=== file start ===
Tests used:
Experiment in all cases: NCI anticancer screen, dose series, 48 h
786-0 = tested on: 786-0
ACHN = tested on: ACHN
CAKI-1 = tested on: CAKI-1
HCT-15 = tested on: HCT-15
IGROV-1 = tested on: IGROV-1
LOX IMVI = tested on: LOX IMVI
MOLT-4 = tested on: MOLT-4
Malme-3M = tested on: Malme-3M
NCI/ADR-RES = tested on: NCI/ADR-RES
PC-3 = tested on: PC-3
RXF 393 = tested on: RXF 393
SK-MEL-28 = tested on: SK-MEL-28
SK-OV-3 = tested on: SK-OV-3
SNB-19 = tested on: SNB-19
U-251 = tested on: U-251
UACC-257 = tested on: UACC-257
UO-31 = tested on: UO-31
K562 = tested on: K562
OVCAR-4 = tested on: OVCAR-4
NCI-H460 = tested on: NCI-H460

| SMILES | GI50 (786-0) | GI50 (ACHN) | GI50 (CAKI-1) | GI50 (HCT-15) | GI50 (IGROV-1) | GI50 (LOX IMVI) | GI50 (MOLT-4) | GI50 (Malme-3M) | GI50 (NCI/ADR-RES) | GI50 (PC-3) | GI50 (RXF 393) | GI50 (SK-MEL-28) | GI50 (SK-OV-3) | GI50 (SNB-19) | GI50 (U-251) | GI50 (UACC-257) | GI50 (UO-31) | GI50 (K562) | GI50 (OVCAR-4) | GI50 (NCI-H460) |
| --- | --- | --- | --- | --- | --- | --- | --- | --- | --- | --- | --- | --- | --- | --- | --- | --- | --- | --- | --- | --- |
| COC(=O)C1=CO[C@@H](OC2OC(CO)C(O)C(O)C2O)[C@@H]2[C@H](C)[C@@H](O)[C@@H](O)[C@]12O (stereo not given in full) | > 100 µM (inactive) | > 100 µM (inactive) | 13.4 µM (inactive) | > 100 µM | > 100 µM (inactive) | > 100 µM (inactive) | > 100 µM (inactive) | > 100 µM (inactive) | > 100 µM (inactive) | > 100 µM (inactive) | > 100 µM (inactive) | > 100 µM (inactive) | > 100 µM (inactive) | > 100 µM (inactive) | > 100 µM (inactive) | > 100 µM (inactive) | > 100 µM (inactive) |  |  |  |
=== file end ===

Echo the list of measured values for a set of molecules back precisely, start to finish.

Tests used:
Experiment in all cases: NCI anticancer screen, dose series, 48 h
786-0 = tested on: 786-0
ACHN = tested on: ACHN
CAKI-1 = tested on: CAKI-1
HCT-15 = tested on: HCT-15
IGROV-1 = tested on: IGROV-1
LOX IMVI = tested on: LOX IMVI
MOLT-4 = tested on: MOLT-4
Malme-3M = tested on: Malme-3M
NCI/ADR-RES = tested on: NCI/ADR-RES
PC-3 = tested on: PC-3
RXF 393 = tested on: RXF 393
SK-MEL-28 = tested on: SK-MEL-28
SK-OV-3 = tested on: SK-OV-3
SNB-19 = tested on: SNB-19
U-251 = tested on: U-251
UACC-257 = tested on: UACC-257
UO-31 = tested on: UO-31
K562 = tested on: K562
OVCAR-4 = tested on: OVCAR-4
NCI-H460 = tested on: NCI-H460

| SMILES | GI50 (786-0) | GI50 (ACHN) | GI50 (CAKI-1) | GI50 (HCT-15) | GI50 (IGROV-1) | GI50 (LOX IMVI) | GI50 (MOLT-4) | GI50 (Malme-3M) | GI50 (NCI/ADR-RES) | GI50 (PC-3) | GI50 (RXF 393) | GI50 (SK-MEL-28) | GI50 (SK-OV-3) | GI50 (SNB-19) | GI50 (U-251) | GI50 (UACC-257) | GI50 (UO-31) | GI50 (K562) | GI50 (OVCAR-4) | GI50 (NCI-H460) |
| --- | --- | --- | --- | --- | --- | --- | --- | --- | --- | --- | --- | --- | --- | --- | --- | --- | --- | --- | --- | --- |
| COC(=O)C1=CO[C@@H](OC2OC(CO)C(O)C(O)C2O)[C@@H]2[C@H](C)[C@@H](O)[C@@H](O)[C@]12O (stereo not given in full) | > 100 µM (inactive) | > 100 µM (inactive) | 13.4 µM (inactive) | > 100 µM | > 100 µM (inactive) | > 100 µM (inactive) | > 100 µM (inactive) | > 100 µM (inactive) | > 100 µM (inactive) | > 100 µM (inactive) | > 100 µM (inactive) | > 100 µM (inactive) | > 100 µM (inactive) | > 100 µM (inactive) | > 100 µM (inactive) | > 100 µM (inactive) | > 100 µM (inactive) |  |  |  |